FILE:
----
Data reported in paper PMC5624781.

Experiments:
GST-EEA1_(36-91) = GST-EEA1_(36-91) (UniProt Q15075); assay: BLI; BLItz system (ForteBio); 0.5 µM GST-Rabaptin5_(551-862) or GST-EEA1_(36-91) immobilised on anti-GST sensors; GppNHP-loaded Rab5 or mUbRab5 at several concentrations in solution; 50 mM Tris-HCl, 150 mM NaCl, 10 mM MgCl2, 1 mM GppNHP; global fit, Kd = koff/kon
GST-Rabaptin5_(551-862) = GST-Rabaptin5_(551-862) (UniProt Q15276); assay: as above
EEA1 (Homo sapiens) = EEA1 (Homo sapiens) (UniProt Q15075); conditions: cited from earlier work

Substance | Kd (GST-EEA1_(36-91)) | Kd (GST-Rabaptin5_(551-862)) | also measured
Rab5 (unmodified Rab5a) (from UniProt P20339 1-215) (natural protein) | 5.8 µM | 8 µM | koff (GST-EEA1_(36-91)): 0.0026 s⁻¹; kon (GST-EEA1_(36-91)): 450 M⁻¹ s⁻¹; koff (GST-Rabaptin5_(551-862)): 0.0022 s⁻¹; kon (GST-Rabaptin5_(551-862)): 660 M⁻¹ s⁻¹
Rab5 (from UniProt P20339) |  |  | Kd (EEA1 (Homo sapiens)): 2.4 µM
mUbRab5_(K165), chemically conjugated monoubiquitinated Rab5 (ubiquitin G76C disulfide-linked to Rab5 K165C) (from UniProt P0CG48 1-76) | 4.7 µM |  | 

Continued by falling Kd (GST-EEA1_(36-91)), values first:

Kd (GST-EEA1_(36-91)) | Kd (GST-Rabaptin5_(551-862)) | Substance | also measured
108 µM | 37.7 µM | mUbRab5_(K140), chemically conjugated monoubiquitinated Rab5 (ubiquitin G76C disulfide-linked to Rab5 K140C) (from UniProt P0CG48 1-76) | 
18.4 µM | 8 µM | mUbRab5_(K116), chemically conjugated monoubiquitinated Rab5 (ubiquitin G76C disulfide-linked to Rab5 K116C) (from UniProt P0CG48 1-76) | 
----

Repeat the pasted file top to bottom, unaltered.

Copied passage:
Data reported in paper PMC5624781.

Experiments:
GST-EEA1_(36-91) = GST-EEA1_(36-91) (UniProt Q15075); assay: BLI; BLItz system (ForteBio); 0.5 µM GST-Rabaptin5_(551-862) or GST-EEA1_(36-91) immobilised on anti-GST sensors; GppNHP-loaded Rab5 or mUbRab5 at several concentrations in solution; 50 mM Tris-HCl, 150 mM NaCl, 10 mM MgCl2, 1 mM GppNHP; global fit, Kd = koff/kon
GST-Rabaptin5_(551-862) = GST-Rabaptin5_(551-862) (UniProt Q15276); assay: as above
EEA1 (Homo sapiens) = EEA1 (Homo sapiens) (UniProt Q15075); conditions: cited from earlier work

Substance | Kd (GST-EEA1_(36-91)) | Kd (GST-Rabaptin5_(551-862)) | also measured
Rab5 (unmodified Rab5a) (from UniProt P20339 1-215) (natural protein) | 5.8 µM | 8 µM | koff (GST-EEA1_(36-91)): 0.0026 s⁻¹; kon (GST-EEA1_(36-91)): 450 M⁻¹ s⁻¹; koff (GST-Rabaptin5_(551-862)): 0.0022 s⁻¹; kon (GST-Rabaptin5_(551-862)): 660 M⁻¹ s⁻¹
Rab5 (from UniProt P20339) |  |  | Kd (EEA1 (Homo sapiens)): 2.4 µM
mUbRab5_(K165), chemically conjugated monoubiquitinated Rab5 (ubiquitin G76C disulfide-linked to Rab5 K165C) (from UniProt P0CG48 1-76) | 4.7 µM |  | 

Continued by falling Kd (GST-EEA1_(36-91)), values first:

Kd (GST-EEA1_(36-91)) | Kd (GST-Rabaptin5_(551-862)) | Substance | also measured
108 µM | 37.7 µM | mUbRab5_(K140), chemically conjugated monoubiquitinated Rab5 (ubiquitin G76C disulfide-linked to Rab5 K140C) (from UniProt P0CG48 1-76) | 
18.4 µM | 8 µM | mUbRab5_(K116), chemically conjugated monoubiquitinated Rab5 (ubiquitin G76C disulfide-linked to Rab5 K116C) (from UniProt P0CG48 1-76) | 